Phronesis – Life to Everything
(Edition. EDN1050. CD review by Mike Collins)
The reputation of the trio of bass virtuoso Jasper Høiby, pianist Ivo Neame and drummer Anton Eger reached new heights following their 2012 release Walking Dark and relentless touring including extensive trips to North America and Australia. Their shows at the Cockpit Theatre in the 2013 London Jazz Festival, at which they planned to record this new album, quickly sold out and a third was added. The release of Life to Everything has been keenly anticipated.
The excitement and emotional charge will be no surprise to those sell-out audiences at The Cockpit, but it’s hard not join in with the whoops and cheers as yet another furious climax is reached with Anton Eger letting rip, interacting with an off kilter stop start riff at the end of Høiby’s Wings 2 the Mind or whipping up a solo storm at the end of his own composition Dr. Black before an imperious rocky piano vamp returns to close the set, sounding for all the world like the Bad Plus on steroids. This does indeed feel close to having the live experience in your living room – pay attention now!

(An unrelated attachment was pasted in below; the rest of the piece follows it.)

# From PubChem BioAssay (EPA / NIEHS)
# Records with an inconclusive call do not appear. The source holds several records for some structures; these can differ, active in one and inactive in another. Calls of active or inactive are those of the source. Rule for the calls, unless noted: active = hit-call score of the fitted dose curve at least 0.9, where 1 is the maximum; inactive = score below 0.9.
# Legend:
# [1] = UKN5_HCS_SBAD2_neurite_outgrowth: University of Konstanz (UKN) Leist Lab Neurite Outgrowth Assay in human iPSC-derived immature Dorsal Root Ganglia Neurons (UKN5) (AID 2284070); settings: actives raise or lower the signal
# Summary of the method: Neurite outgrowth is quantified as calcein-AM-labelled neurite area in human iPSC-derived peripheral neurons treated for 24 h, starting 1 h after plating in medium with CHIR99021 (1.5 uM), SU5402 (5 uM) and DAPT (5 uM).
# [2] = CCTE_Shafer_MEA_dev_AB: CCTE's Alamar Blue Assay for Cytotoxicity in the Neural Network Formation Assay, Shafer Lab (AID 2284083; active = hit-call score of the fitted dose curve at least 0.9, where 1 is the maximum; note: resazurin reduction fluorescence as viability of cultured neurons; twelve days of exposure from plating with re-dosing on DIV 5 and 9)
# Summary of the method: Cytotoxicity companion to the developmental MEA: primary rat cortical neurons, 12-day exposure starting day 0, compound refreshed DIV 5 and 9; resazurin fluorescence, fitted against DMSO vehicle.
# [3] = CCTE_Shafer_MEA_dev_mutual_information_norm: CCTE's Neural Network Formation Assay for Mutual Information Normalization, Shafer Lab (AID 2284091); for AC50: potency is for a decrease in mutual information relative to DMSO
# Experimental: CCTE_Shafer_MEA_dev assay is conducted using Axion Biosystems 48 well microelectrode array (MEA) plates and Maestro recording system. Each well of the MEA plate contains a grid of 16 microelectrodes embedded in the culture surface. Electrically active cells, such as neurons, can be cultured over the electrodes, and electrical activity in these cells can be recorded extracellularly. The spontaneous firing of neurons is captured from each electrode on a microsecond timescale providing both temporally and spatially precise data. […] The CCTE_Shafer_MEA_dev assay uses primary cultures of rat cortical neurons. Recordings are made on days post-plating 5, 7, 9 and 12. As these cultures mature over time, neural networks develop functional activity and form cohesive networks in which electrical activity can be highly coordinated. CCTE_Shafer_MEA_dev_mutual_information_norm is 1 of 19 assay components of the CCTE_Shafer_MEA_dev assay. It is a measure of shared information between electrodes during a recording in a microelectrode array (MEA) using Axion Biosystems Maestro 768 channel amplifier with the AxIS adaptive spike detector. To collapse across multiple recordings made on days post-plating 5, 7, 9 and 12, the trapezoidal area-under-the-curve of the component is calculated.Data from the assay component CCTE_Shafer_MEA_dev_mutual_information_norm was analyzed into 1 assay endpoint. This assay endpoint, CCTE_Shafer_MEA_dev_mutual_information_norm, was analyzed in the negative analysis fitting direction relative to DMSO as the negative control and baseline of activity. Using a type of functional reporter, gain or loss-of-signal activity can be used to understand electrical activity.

The thrilling set is built around ingredients that will be familiar to Phronesis aficionados: complex quick-fire looping riffs; melodic fragments, sections of abstract shifting harmony, and blistering soloing from the piano; propulsive, restless and unfailingly complementary drumming. It’s a potent brew and the band members have each taken turns in piecing together the elements.
Urban Control starts with a typically urgent, stuttering bass riff echoed by descending piano chords. The pattern and a little melodic phrase launching the solos. Ivo Neame’s Phraternal creates a slightly different atmosphere. Meditative, rich, chords introduce it and meandering lines are shadowed by resonant bowed bass adding colour before a flowing more lyrical piano solo builds. Song for Lost Nomads also starts with piano etching out the harmony before a skipping, dance like groove emerges underpinning motifs with an eastern edge to them. The ceaseless flow of ideas from Eger’s kit offer a foil for percussive chord based soloing. Jasper Høiby’s fluid, rich bass is the ever present beating heart of this group sound and launches his Nine Lives, another jigsaw like confection of rhythms and patterns, its stop-start riffs prompting a blistering workout from Neame. Anton Eger’s Herne Hill starts with the prettiest melodic theme of the set and then proceeds to stretch and maul it with a variety of time feels and thunderous latin grooves in what sounds like a mainly through composed piece.
It all makes for compelling listening and is a great advert for the live band. Buy the CD. Go and see them.